To do links between your own pages, you'll have to have at least two pages on the go. Create a second one if you haven't already, and link from one to the other.

If you've tried all of these so far, you will have got the idea. Include any of the following on your page as and when you see fit.

Images on web pages

Pages often look more interesting with some graphics on them. Graphics are held as separate files, which the web page asks for. Here are pages to help you with images:

This page has no images, to help it load quickly.

Generally useful HTML tags

There are several more widely used HTML tags that are very helpful in achieving the effect you want. In each case here, have a look at the page and the page source.

Making links within a web page

Sometimes you just need a long web page, because all the page belongs together, like an article. In this case, you may be able to help your readers find what they are looking for within a page, using a contents list at the top of the page. That is what I have done for this page, near the top. The example here is a purely artificial one to show you the techniques.

Escape sequences

You can't use just plain > or < when writing HTML. This is how to get those, and lots of other useful characters like accented letters.


Using the old table attributes:

Simple tables These are much more elegant than using PRE tags to set things out.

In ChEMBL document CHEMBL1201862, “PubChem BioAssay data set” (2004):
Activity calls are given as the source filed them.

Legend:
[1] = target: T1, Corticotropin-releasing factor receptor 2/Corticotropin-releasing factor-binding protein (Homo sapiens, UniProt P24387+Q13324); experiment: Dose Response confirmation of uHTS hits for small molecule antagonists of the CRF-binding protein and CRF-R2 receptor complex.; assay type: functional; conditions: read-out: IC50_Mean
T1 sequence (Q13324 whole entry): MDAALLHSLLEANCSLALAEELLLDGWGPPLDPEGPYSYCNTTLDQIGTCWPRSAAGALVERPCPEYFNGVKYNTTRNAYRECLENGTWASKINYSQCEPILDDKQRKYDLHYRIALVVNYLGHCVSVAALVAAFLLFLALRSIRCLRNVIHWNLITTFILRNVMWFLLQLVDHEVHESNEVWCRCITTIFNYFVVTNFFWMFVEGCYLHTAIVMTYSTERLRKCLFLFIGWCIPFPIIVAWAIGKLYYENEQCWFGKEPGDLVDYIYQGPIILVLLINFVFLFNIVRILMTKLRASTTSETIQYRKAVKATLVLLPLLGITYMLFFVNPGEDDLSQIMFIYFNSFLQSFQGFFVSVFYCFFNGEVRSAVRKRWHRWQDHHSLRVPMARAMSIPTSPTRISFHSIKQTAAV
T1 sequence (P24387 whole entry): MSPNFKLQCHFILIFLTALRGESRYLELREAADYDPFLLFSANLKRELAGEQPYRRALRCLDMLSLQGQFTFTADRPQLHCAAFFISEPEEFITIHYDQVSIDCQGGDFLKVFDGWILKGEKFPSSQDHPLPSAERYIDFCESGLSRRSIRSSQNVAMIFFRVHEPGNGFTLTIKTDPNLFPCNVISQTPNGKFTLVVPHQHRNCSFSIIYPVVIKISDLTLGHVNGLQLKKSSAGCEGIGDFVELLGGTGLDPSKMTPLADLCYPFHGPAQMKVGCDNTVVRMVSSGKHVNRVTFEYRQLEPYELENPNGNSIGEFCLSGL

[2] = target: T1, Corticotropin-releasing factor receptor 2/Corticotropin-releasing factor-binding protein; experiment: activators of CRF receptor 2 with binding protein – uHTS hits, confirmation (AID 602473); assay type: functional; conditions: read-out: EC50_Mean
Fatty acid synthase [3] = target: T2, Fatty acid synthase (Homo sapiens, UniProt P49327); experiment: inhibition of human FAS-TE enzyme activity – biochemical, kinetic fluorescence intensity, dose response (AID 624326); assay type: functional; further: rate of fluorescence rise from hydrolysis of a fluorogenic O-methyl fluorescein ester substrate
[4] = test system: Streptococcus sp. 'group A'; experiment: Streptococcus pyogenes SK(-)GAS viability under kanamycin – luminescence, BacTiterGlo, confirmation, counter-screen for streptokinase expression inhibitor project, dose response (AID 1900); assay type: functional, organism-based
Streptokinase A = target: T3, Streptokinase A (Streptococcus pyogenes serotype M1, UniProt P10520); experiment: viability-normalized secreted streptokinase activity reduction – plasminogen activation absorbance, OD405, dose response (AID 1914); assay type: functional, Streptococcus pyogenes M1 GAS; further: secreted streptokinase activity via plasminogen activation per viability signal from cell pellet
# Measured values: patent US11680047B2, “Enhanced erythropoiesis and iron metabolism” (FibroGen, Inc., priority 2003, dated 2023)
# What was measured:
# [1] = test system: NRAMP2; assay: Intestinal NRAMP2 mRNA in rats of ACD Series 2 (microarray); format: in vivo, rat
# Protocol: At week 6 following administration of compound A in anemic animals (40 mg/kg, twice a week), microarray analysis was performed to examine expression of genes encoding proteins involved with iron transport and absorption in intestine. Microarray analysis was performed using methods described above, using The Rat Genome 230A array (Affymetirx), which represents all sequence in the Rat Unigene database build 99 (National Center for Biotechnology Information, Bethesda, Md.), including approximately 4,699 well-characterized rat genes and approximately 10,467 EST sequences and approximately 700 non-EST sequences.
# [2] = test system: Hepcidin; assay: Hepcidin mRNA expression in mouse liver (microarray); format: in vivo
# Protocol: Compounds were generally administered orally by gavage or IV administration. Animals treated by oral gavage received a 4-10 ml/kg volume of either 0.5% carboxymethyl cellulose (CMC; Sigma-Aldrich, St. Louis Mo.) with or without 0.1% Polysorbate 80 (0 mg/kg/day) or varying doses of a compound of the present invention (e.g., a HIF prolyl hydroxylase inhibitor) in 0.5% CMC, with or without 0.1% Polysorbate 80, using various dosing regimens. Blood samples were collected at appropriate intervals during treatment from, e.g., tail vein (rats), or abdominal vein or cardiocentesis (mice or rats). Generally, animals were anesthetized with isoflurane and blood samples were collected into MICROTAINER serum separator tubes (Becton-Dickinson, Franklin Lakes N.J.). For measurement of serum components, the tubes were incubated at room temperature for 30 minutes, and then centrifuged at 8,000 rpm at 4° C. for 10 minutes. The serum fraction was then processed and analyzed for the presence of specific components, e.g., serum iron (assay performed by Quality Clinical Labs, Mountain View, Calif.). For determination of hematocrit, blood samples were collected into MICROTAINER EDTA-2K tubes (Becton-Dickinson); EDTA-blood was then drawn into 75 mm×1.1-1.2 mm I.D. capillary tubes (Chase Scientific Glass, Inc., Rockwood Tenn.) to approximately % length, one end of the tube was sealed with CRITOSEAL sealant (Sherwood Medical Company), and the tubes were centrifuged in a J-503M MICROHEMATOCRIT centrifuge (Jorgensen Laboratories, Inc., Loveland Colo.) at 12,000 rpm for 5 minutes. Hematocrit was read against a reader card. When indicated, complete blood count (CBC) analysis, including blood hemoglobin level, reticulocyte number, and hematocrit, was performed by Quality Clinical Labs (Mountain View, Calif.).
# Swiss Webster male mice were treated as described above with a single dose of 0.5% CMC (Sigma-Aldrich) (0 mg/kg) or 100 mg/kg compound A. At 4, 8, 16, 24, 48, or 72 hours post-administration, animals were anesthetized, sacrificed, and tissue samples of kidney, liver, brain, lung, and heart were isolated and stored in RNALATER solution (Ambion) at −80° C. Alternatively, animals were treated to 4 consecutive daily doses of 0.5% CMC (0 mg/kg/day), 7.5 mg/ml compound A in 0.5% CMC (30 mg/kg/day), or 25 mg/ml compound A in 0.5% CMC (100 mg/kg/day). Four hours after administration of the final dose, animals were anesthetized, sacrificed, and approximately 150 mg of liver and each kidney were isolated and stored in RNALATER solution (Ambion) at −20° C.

Complex tables They do take a little thinking, but you can achieve almost any effect you want to.
Page tables Tables can be, and are often used, for laying out whole web pages.
Table borders and spacings To make your tables look right, there are several options here you need to choose carefully from.
1, 2, 3, 4, 5 Miscellaneous examples of (intricate) table layout.

Using only "style" attribute

Simple tables For simple tables, using the style attribute is only a little more complex.
Complex tables Similar ideas but reworked.
Margin, border, padding Here is the detail on how to control tables with style.

Reference material

My concluding note is to recommend that you keep learning by keeping viewing the page source whenever you see something on a web page that you don't know how to do yourself. Keep your pages as simple as you can, consistent with your objectives, and always test your pages before publication on a range of different browsers and versions.

page maintained by and © Simon Grant, edition 2006-11-06